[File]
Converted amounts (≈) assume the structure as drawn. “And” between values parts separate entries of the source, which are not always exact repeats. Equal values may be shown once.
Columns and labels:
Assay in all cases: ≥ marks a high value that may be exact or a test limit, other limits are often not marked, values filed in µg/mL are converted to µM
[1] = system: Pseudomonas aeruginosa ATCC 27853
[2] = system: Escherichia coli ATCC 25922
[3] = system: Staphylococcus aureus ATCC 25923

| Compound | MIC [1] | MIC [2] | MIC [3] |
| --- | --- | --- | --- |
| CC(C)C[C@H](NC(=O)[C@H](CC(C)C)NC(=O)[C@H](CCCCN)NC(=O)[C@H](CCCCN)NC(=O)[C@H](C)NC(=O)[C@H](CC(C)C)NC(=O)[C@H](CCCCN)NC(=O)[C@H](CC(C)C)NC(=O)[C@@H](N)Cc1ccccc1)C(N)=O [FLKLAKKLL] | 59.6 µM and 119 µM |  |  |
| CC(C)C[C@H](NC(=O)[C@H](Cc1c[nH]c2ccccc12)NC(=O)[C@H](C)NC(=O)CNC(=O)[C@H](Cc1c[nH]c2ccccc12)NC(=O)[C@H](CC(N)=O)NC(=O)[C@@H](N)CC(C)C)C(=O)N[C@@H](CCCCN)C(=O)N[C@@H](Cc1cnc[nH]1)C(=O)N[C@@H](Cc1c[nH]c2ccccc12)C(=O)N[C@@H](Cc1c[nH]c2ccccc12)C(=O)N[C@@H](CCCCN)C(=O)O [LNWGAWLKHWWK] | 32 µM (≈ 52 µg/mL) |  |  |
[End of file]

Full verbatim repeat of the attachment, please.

Converted amounts (≈) assume the structure as drawn. “And” between values parts separate entries of the source, which are not always exact repeats. Equal values may be shown once.
Columns and labels:
Assay in all cases: ≥ marks a high value that may be exact or a test limit, other limits are often not marked, values filed in µg/mL are converted to µM
[1] = system: Pseudomonas aeruginosa ATCC 27853
[2] = system: Escherichia coli ATCC 25922
[3] = system: Staphylococcus aureus ATCC 25923

| Compound | MIC [1] | MIC [2] | MIC [3] |
| --- | --- | --- | --- |
| CC(C)C[C@H](NC(=O)[C@H](CC(C)C)NC(=O)[C@H](CCCCN)NC(=O)[C@H](CCCCN)NC(=O)[C@H](C)NC(=O)[C@H](CC(C)C)NC(=O)[C@H](CCCCN)NC(=O)[C@H](CC(C)C)NC(=O)[C@@H](N)Cc1ccccc1)C(N)=O [FLKLAKKLL] | 59.6 µM and 119 µM |  |  |
| CC(C)C[C@H](NC(=O)[C@H](Cc1c[nH]c2ccccc12)NC(=O)[C@H](C)NC(=O)CNC(=O)[C@H](Cc1c[nH]c2ccccc12)NC(=O)[C@H](CC(N)=O)NC(=O)[C@@H](N)CC(C)C)C(=O)N[C@@H](CCCCN)C(=O)N[C@@H](Cc1cnc[nH]1)C(=O)N[C@@H](Cc1c[nH]c2ccccc12)C(=O)N[C@@H](Cc1c[nH]c2ccccc12)C(=O)N[C@@H](CCCCN)C(=O)O [LNWGAWLKHWWK] | 32 µM (≈ 52 µg/mL) |  |  |